The ESCAT Scale - Ranking Genomic Alterations

By prioritising genomic alterations by their evidence-based clinical actionability, the ESMO Scale for Clinical Actionability of molecular Targets (ESCAT) aims to support oncologists in taking clinical decisions. While previous scales were tailored to specific national or institutional programmes, ESMO's tool is developed to go beyond regulatory approval specific to geographical location.

  • Date: 03 May 2019

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In August 2018, leading cancer specialists in Europe and North America agreed on a new scale for tumour DNA mutations to simplify and standardise choices for targeted cancer treatment. The ESMO Scale for Clinical Actionability of molecular Targets (ESCAT) classes alterations in tumour DNA according to their relevance for selecting patients for targeted treatment, based on the strength of clinical evidence supporting them. Targets are ranked from Tier I (targets ready for implementation in routine clinical decisions) to Tier V (evidence supporting co-targeting approaches), with an additional Tier X category for targets lacking evidence for actionability. The ESCAT Scale represents the first classification relevant to all potential targeted cancer medicines, not just those with national regulatory approval. This dynamic classification also allows upgrading/downgrading of mutations in response to newly available data. Here, some of the experts involved in developing the ground-breaking scale speak about the need for this type of classification, how it was developed and how it will help doctors to make treatment decisions.

Can you explain why the ESCAT Scale was developed?


Fabrice André, Institut Gustave Roussy, Villejuif, France; Chair ESMO Translational Research and Precision Medicine Working Group

Many doctors are already using mutation sequencing in the context of access programmes/clinical trials or daily practice and we have observed that there is no standardised way in which genomic alterations are reported. Also, reporting generally comprises simply a list of genomic alterations, without any prioritisation for the doctor or patient and no indication as to whether targeting a particular alteration could be potentially therapeutic.

The aim of the ESCAT is to prioritise, standardise and better inform the oncologist and patient about the likelihood of benefit from targeting an alteration.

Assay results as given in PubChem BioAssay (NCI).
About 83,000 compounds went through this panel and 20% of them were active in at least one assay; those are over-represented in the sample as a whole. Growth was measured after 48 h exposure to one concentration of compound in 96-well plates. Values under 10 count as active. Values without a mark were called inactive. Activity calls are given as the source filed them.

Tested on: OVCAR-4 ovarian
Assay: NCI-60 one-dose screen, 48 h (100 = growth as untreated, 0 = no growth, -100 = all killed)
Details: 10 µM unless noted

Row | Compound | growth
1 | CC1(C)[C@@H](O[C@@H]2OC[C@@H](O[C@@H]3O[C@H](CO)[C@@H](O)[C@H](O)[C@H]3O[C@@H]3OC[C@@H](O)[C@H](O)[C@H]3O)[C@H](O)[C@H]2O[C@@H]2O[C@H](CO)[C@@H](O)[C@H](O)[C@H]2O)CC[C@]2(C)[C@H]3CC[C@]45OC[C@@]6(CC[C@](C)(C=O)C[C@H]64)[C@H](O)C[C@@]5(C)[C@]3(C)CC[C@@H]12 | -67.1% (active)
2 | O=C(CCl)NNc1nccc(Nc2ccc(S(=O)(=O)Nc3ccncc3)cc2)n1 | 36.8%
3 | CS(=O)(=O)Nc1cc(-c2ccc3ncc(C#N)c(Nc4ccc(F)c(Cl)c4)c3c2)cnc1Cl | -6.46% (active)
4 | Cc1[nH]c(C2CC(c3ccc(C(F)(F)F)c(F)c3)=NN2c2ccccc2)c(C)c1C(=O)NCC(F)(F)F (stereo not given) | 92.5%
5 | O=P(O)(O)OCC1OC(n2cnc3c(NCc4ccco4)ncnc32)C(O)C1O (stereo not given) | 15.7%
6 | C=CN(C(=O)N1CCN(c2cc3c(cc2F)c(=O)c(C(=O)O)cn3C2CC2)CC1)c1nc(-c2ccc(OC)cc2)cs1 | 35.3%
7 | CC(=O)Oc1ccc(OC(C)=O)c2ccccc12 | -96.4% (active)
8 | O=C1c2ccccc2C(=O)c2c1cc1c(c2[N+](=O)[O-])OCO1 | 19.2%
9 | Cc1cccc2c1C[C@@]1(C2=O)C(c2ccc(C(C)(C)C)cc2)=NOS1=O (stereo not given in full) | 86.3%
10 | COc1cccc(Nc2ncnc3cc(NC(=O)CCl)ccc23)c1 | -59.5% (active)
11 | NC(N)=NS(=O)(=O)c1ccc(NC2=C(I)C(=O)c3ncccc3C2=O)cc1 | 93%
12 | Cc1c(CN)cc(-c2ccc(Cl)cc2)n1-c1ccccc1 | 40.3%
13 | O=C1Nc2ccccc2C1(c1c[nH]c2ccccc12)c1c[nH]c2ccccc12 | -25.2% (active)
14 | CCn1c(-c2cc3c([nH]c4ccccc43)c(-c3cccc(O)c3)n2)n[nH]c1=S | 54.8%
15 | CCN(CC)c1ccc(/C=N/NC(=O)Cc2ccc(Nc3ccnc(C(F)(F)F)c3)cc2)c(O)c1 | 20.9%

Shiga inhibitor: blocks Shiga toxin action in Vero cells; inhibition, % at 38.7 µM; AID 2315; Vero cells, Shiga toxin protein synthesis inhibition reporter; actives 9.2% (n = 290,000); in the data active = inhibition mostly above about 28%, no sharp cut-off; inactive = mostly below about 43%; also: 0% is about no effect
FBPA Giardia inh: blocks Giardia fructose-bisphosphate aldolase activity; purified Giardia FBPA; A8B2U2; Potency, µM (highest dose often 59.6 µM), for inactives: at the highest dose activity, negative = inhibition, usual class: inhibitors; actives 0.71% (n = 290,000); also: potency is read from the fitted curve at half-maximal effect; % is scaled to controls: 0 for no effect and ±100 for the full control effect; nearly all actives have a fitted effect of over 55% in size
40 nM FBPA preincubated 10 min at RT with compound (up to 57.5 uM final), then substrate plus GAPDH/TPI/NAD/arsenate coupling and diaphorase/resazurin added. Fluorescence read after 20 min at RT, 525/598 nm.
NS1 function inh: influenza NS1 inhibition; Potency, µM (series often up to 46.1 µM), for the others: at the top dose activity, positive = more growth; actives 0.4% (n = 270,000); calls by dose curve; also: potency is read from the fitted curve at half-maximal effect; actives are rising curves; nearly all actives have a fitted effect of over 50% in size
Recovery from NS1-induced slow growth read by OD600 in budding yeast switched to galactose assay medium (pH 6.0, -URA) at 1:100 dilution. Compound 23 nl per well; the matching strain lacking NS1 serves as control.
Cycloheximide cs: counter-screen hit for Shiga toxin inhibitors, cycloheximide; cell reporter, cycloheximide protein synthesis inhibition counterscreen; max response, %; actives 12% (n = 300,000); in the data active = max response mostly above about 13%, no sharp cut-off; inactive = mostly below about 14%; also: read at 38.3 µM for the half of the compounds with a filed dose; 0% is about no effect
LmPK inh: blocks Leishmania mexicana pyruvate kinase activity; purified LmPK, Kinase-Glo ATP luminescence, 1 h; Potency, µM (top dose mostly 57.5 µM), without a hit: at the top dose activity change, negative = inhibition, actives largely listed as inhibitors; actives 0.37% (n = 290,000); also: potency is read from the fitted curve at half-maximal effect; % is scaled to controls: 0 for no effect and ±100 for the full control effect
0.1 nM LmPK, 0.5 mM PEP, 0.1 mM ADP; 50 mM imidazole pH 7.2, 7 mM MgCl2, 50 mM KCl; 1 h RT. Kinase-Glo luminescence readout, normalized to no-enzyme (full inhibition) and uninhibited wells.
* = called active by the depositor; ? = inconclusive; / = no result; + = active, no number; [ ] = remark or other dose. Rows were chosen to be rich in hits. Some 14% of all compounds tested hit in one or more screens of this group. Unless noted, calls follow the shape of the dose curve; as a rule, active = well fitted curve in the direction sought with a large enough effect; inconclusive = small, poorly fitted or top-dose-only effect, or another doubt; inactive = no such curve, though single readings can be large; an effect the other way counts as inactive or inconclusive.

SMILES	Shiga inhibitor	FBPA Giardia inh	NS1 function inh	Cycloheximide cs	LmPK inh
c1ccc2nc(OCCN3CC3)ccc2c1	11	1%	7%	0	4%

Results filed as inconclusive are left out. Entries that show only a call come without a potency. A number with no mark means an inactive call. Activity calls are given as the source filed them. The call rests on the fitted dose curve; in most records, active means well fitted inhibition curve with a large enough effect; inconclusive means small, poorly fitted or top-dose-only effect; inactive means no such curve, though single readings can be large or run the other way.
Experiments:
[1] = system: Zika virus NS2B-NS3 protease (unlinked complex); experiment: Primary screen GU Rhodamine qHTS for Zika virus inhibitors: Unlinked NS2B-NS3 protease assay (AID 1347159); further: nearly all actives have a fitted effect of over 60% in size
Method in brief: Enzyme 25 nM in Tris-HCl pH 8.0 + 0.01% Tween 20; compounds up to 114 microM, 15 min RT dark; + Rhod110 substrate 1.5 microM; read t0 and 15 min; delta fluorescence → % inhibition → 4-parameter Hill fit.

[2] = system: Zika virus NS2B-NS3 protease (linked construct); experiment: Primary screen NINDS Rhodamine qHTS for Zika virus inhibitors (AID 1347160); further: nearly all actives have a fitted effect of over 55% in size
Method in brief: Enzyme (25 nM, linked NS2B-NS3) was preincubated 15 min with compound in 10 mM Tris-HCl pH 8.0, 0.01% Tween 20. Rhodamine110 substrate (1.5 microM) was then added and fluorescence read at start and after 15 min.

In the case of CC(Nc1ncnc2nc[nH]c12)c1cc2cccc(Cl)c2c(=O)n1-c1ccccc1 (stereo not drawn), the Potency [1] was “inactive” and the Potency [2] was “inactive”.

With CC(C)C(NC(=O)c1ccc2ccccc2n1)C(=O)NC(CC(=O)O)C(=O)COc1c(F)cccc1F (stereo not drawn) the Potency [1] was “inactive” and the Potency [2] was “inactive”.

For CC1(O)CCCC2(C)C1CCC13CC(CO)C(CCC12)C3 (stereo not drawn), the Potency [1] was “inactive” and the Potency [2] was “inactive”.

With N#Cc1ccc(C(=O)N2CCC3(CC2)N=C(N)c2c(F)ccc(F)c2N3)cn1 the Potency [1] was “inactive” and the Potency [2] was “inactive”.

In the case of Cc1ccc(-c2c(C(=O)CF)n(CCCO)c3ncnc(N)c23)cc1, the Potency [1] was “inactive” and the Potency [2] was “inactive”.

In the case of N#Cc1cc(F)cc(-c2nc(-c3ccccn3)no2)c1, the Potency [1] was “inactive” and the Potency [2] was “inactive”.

The likelihood of benefit will drive the effort required to access appropriate drugs. For example, if all genomic alterations are ranked Tier IV, the likelihood of benefit is unknown, probably minimal. But if there is one Tier II genomic alteration, access to appropriate targeted drugs could provide real benefit.

To what extent have previous classifications proposed in recent years been implemented?

Previous attempts to propose classifications have been mainly specific to institutions. The idea of the ESCAT was to provide one global classification that would update and merge all the local ranking systems. In addition to providing commonality of language and focusing efforts on validating only one ranking system, this would enable comparisons to be made between all the different precision medicine trials. Furthermore, the ESCAT built on this foundation by including additional concepts, such as how to rank a target validated in another disease and when a combination targeted approach is appropriate.

What challenges are you expecting to the adoption of the scale and how can they be overcome?

Luckily, there are no regulatory challenges, as the ESCAT is not a regulatory tool. Instead, the biggest challenges are showing doctors that the scale is reproducible and that it has clinical utility. The recommendation by future clinical guidelines of the ESCAT for the classification of genomic alterations is crucial. In addressing these challenges, ways to validate the scale, determine its reproducibility across doctors and ensure that it is implemented and disseminated as widely as possible are being investigated. What is missing now are data that if we stratify a patient based on the ESCAT, then the value of sequencing is increased for that patient. In this respect, retrospective analyses of precision medicine trials, stratifying patients according to the ESCAT ranking, should reveal if the ESCAT correctly predicted the benefit of matched therapy.